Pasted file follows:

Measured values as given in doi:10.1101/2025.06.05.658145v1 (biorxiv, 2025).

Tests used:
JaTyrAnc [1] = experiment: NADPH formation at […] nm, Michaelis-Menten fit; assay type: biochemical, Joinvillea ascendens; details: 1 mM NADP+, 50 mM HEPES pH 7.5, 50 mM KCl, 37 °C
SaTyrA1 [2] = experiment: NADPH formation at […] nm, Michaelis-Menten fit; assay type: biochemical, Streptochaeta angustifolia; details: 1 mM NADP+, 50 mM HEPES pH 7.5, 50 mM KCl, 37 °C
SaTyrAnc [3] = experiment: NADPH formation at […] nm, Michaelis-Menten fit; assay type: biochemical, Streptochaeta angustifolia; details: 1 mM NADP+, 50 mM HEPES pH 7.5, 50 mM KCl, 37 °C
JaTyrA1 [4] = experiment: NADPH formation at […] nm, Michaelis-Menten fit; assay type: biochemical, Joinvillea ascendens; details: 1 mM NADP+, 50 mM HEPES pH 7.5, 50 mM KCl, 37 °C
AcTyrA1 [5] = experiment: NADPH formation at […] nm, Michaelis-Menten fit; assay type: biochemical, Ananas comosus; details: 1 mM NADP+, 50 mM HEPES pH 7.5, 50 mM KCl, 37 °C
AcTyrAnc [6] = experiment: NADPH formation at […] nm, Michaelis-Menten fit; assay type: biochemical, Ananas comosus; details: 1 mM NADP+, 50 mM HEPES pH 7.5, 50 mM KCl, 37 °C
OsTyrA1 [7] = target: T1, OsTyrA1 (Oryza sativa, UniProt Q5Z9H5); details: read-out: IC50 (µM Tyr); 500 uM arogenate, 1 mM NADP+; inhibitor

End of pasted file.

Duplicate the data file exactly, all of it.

Measured values as given in doi:10.1101/2025.06.05.658145v1 (biorxiv, 2025).

Tests used:
JaTyrAnc [1] = experiment: NADPH formation at […] nm, Michaelis-Menten fit; assay type: biochemical, Joinvillea ascendens; details: 1 mM NADP+, 50 mM HEPES pH 7.5, 50 mM KCl, 37 °C
SaTyrA1 [2] = experiment: NADPH formation at […] nm, Michaelis-Menten fit; assay type: biochemical, Streptochaeta angustifolia; details: 1 mM NADP+, 50 mM HEPES pH 7.5, 50 mM KCl, 37 °C
SaTyrAnc [3] = experiment: NADPH formation at […] nm, Michaelis-Menten fit; assay type: biochemical, Streptochaeta angustifolia; details: 1 mM NADP+, 50 mM HEPES pH 7.5, 50 mM KCl, 37 °C
JaTyrA1 [4] = experiment: NADPH formation at […] nm, Michaelis-Menten fit; assay type: biochemical, Joinvillea ascendens; details: 1 mM NADP+, 50 mM HEPES pH 7.5, 50 mM KCl, 37 °C
AcTyrA1 [5] = experiment: NADPH formation at […] nm, Michaelis-Menten fit; assay type: biochemical, Ananas comosus; details: 1 mM NADP+, 50 mM HEPES pH 7.5, 50 mM KCl, 37 °C
AcTyrAnc [6] = experiment: NADPH formation at […] nm, Michaelis-Menten fit; assay type: biochemical, Ananas comosus; details: 1 mM NADP+, 50 mM HEPES pH 7.5, 50 mM KCl, 37 °C
OsTyrA1 [7] = target: T1, OsTyrA1 (Oryza sativa, UniProt Q5Z9H5); details: read-out: IC50 (µM Tyr); 500 uM arogenate, 1 mM NADP+; inhibitor